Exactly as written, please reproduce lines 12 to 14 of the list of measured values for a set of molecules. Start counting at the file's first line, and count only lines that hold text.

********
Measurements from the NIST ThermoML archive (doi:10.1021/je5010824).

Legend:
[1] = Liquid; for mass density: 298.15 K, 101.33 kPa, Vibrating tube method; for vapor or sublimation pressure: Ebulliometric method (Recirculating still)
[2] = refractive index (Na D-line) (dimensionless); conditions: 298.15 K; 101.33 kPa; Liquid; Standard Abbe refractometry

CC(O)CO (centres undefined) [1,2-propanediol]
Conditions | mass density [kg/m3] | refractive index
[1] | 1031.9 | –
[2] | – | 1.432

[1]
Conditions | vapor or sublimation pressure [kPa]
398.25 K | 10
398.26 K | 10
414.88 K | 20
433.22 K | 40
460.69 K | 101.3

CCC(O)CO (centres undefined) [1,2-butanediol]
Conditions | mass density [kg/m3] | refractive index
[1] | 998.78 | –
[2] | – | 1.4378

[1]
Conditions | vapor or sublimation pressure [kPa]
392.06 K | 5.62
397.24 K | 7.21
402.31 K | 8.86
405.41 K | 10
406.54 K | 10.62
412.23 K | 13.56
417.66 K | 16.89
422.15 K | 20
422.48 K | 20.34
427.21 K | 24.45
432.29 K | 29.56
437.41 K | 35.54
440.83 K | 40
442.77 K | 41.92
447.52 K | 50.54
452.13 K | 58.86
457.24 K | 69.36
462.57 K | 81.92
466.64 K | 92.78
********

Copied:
398.26 K | 10
414.88 K | 20
433.22 K | 40